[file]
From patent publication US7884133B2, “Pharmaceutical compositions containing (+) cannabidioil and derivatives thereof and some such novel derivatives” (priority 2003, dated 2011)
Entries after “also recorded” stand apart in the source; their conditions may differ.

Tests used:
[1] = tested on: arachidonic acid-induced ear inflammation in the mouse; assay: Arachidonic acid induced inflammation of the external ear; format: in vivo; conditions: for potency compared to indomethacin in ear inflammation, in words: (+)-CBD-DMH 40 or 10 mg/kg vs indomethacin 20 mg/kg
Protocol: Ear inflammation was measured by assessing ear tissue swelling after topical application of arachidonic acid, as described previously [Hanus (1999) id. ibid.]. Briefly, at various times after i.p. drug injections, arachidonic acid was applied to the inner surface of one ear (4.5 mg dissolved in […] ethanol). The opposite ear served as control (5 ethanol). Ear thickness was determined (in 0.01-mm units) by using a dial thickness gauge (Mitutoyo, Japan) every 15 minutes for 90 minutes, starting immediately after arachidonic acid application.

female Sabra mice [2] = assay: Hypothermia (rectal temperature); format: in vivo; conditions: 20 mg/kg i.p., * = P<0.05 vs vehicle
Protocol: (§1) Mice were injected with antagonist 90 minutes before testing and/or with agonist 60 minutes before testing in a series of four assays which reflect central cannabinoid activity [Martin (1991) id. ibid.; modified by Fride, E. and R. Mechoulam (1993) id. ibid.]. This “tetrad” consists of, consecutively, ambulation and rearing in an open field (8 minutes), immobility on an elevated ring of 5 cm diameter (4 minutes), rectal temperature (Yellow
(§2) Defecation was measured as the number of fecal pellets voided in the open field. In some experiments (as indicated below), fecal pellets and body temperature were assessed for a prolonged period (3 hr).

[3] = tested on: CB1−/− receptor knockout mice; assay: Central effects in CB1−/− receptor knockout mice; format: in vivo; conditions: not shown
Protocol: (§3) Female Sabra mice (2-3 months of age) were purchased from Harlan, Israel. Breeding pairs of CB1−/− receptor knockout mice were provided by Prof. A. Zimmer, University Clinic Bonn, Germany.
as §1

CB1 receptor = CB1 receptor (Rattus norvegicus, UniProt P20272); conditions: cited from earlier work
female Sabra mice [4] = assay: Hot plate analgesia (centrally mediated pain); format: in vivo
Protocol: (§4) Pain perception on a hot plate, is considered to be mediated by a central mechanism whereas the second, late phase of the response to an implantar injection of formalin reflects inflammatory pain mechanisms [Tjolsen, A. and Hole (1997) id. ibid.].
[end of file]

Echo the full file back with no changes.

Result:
From patent publication US7884133B2, “Pharmaceutical compositions containing (+) cannabidioil and derivatives thereof and some such novel derivatives” (priority 2003, dated 2011)
Entries after “also recorded” stand apart in the source; their conditions may differ.

Tests used:
[1] = tested on: arachidonic acid-induced ear inflammation in the mouse; assay: Arachidonic acid induced inflammation of the external ear; format: in vivo; conditions: for potency compared to indomethacin in ear inflammation, in words: (+)-CBD-DMH 40 or 10 mg/kg vs indomethacin 20 mg/kg
Protocol: Ear inflammation was measured by assessing ear tissue swelling after topical application of arachidonic acid, as described previously [Hanus (1999) id. ibid.]. Briefly, at various times after i.p. drug injections, arachidonic acid was applied to the inner surface of one ear (4.5 mg dissolved in […] ethanol). The opposite ear served as control (5 ethanol). Ear thickness was determined (in 0.01-mm units) by using a dial thickness gauge (Mitutoyo, Japan) every 15 minutes for 90 minutes, starting immediately after arachidonic acid application.

female Sabra mice [2] = assay: Hypothermia (rectal temperature); format: in vivo; conditions: 20 mg/kg i.p., * = P<0.05 vs vehicle
Protocol: (§1) Mice were injected with antagonist 90 minutes before testing and/or with agonist 60 minutes before testing in a series of four assays which reflect central cannabinoid activity [Martin (1991) id. ibid.; modified by Fride, E. and R. Mechoulam (1993) id. ibid.]. This “tetrad” consists of, consecutively, ambulation and rearing in an open field (8 minutes), immobility on an elevated ring of 5 cm diameter (4 minutes), rectal temperature (Yellow
(§2) Defecation was measured as the number of fecal pellets voided in the open field. In some experiments (as indicated below), fecal pellets and body temperature were assessed for a prolonged period (3 hr).

[3] = tested on: CB1−/− receptor knockout mice; assay: Central effects in CB1−/− receptor knockout mice; format: in vivo; conditions: not shown
Protocol: (§3) Female Sabra mice (2-3 months of age) were purchased from Harlan, Israel. Breeding pairs of CB1−/− receptor knockout mice were provided by Prof. A. Zimmer, University Clinic Bonn, Germany.
as §1

CB1 receptor = CB1 receptor (Rattus norvegicus, UniProt P20272); conditions: cited from earlier work
female Sabra mice [4] = assay: Hot plate analgesia (centrally mediated pain); format: in vivo
Protocol: (§4) Pain perception on a hot plate, is considered to be mediated by a central mechanism whereas the second, late phase of the response to an implantar injection of formalin reflects inflammatory pain mechanisms [Tjolsen, A. and Hole (1997) id. ibid.].